5 Things We Learned From Germany vs. England | Redbrick | University of Birmingham

5 Things We Learned From Germany vs. England

Print editor, Dan Steeden, assesses the performance of England against Germany in Berlin, after their comeback victory.

When an injured Jack Butland couldn’t quite hobble across his goal to save Toni Kroos’ speculative shot, this youthful England team seemed doomed to perpetuate the inexorable tradition of disappointment and mediocrity in the face of anything resembling talented opposition... but this weekend, England did something very out of the ordinary – they gave us something to cheer about. Here’s what we learned from that hard fought victory against Germany.

1. Roy has a hell of a lot of attacking options

Let’s start with a positive, shall we? This game showed that we have goal scorers in our strike force and boy did they deliver. England boast the two current top scorers in the Premier League in Jamie Vardy and Harry Kane, both of whom showed just why they are in such good domestic form. Kane paid testament to Johan Cruyff with a splendid turn and low driven shot and Vardy back-heeled past Manuel Neuer with one of his first touches of the game.

England boast the two current top scorers in the Premier League in Jamie Vardy and Harry Kane, both of whom showed just why they are in such good domestic form.

Arguably our most talented striker, Daniel Sturridge, didn’t even feature in this game, which shows the depth of the squad with Rooney and Welbeck both also able to fill this position. The real issue here is who to play together and where to play them.

In my eyes, Kane is nailed on to start as he is an incredibly clinical forward, which is exactly what is needed in tournament football. Vardy and Sturridge are my two favourites to play alongside Kane. Vardy has incredible energy, which makes him perfect as an impact player off the bench whereas Sturridge has the raw talent and pace that gives him the edge as a starter. Both can play wide if needed which fits Roy’s love affair with the 4-2-3-1 formation.

2. Width gets results

Talking of players playing wide, this is what worked well for England against Germany. Overlapping fullbacks Nathaniel Clyne and Danny Rose wreaked havoc against their German counterparts and this was epitomised by Vardy’s goal. If anything, Clyne and Rose were more effective going forwards than they were defensively but their crosses were often wasted as only Kane was in the box. When Vardy came on, England had more of an offensive presence and these crosses were more of a threat. To capitalise at the Euros our midfielders, especially Dele Alli, need to be making penetrative runs into the box when the ball is out wide.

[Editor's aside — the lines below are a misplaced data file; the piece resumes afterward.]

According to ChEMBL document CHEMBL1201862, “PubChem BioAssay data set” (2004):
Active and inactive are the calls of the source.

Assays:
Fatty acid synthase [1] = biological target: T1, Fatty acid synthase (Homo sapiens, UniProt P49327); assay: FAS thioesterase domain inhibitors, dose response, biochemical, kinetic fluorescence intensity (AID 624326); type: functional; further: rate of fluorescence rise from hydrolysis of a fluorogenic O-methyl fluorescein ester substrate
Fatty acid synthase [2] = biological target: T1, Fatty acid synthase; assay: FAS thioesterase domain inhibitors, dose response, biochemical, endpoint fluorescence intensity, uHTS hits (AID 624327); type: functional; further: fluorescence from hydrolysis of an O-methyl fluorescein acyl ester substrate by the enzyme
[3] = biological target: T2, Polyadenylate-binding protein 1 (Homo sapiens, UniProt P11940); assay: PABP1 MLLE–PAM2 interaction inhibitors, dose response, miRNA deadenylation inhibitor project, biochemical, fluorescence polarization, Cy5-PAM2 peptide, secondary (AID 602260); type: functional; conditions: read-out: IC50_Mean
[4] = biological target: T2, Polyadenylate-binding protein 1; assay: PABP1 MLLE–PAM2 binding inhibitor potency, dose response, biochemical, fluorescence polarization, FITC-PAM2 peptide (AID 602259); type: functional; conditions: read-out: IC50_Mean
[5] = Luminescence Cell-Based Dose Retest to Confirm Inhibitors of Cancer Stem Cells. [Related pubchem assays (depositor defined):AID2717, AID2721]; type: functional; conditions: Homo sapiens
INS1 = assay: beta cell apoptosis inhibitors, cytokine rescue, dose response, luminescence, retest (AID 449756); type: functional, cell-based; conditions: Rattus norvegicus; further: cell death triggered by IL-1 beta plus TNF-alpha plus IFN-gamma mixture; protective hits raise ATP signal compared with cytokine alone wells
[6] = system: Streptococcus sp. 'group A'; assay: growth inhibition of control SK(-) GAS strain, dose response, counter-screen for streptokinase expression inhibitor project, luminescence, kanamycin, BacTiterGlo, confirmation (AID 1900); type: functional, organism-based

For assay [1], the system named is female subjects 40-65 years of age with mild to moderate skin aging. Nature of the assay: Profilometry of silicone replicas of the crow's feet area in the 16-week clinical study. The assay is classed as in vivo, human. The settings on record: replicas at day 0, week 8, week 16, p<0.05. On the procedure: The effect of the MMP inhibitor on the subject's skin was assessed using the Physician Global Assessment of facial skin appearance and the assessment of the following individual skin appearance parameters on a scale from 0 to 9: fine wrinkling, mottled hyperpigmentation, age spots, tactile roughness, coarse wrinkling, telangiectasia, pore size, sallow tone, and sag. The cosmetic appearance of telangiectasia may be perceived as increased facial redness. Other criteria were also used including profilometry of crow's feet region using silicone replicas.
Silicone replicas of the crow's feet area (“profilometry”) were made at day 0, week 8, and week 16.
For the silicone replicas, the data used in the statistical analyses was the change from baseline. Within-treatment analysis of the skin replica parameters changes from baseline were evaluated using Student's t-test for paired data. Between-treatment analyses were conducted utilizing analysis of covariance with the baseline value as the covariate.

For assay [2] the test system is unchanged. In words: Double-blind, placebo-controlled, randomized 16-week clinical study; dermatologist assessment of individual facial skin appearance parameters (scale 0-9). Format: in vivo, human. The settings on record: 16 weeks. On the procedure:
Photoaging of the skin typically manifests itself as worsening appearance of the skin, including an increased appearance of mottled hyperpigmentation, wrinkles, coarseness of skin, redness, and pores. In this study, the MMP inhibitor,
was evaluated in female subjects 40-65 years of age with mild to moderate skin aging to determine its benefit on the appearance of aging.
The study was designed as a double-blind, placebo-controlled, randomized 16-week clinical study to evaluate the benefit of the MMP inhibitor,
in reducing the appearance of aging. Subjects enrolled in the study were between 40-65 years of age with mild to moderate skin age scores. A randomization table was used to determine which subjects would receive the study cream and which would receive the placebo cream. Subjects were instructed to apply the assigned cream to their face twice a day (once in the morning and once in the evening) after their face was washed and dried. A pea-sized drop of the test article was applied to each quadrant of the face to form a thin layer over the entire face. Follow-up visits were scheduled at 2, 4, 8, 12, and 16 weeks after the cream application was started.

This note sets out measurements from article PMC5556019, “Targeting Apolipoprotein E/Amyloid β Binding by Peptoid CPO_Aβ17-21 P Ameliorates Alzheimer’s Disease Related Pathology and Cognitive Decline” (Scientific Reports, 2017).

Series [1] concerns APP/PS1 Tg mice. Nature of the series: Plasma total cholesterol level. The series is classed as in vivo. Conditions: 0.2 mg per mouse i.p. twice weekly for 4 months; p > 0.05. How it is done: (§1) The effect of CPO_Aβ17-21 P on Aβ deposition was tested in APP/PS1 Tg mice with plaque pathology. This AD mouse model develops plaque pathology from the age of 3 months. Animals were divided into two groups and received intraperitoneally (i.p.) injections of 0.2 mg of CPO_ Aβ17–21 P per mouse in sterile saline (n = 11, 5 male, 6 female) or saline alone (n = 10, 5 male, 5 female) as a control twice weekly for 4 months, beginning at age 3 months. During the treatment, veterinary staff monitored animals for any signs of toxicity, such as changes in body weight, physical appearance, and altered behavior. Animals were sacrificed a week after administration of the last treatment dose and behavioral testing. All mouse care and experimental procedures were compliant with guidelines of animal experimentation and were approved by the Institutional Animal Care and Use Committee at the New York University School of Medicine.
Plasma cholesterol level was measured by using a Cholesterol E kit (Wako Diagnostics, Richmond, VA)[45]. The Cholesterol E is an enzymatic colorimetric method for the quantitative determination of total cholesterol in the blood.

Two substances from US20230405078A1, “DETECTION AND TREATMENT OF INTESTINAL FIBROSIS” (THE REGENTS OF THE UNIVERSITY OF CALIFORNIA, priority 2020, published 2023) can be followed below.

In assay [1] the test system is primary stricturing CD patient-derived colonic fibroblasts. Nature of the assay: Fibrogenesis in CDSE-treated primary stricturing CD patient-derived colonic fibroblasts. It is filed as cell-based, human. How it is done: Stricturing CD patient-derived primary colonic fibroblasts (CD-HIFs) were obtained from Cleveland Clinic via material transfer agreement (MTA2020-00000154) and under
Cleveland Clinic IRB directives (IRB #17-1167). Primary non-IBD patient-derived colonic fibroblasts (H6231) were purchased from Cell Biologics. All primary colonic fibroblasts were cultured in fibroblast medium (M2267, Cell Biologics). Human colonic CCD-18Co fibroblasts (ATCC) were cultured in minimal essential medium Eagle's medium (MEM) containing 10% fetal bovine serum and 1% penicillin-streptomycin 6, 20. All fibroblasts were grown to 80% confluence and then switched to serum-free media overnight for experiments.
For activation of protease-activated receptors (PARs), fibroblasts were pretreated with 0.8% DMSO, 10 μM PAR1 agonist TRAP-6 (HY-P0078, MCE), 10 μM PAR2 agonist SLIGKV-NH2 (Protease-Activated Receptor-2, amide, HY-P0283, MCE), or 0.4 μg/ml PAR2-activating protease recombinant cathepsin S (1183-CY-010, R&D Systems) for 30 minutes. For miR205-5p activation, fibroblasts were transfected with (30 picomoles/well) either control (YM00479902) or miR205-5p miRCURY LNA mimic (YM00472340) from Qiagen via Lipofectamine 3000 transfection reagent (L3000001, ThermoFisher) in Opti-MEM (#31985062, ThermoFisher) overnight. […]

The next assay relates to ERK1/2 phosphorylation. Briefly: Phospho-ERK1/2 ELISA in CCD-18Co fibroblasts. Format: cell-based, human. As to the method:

3. We have some weak links (and they’re both from Liverpool)

It isn’t all positives unfortunately. Jordan Henderson and Adam Lallana started this game and it took until Lallana was taken off for England to really get going. Henderson had a great opportunity to show his leadership and dominate the midfield but he was very mediocre. He misplaced passes and was wasteful with his shooting which in truth was a continuation of his poor domestic form this season. Lallana was poor but maybe because of where he was played. He doesn’t have the pace or the energy to be a threat from wide in Roy’s system and we have better central players so I don’t really see where he will fit in. Neither contributed much defensively either.

4. Defending might be fun

Sure we beat Germany but they did not play well at all and we still conceded twice. Our defence simply won’t stand up against the offensive powerhouses of Europe with performances like this one.

Henderson had a great opportunity to show his leadership and dominate the midfield but he was very mediocre.

Our fullbacks bomb forwards and that is to be admired but they need to put bigger shifts in defensively and so do our wide forwards. Welbeck didn’t do this and when he went off we became a lot more solid. Vardy is perfect for this role when required as he knows all about helping out defensively with Leicester.

Cahill has had the most mediocre of seasons by his standards at Chelsea and yet he captained the national side in this game and didn’t put in a particularly noteworthy performance. Eric Dier is an incredibly promising player and his goal will no doubt be what his performance is remembered for but he still has moments of naivety like completely forgotting to track Toni Kroos’ run for Germany’s first goal.

5. Dele Alli is quite good at football

It’s not often that I’m watching England play and I actually think someone might do something exciting but Dele Alli makes me feel like that. He has a presence on the ball that makes him good to watch and had another good game. He did miss a sitter and that was unfortunate but it didn’t matter in the end, which will help his confidence. He always has his head up and makes things happen and his link up play with Kane is remarkable – they have the most productive partnership in the Premier League. He has to start in the summer if we want any success at all.

Butland’s injury was a blow but we have more than enough good keepers to keep us going. Rooney’s absence was only noticeable in the positives it brought and I don’t think he should be in the starting XI, he’s more useful in the dressing room than on the pitch. If we can sort out our defence and make sure everything Vardy touches continues to turn to gold then we might just have a shot. I wouldn’t put money on it though - it’s England after all.

On the road to Viridian City (and hopefully also to well-informed football opinions unaffected by an increasingly rational love of Antoine Griezmann). (@DannySteeden)


28th March 2016 at 1:57 pm

Images from

Danilo Borges/Portal da Copa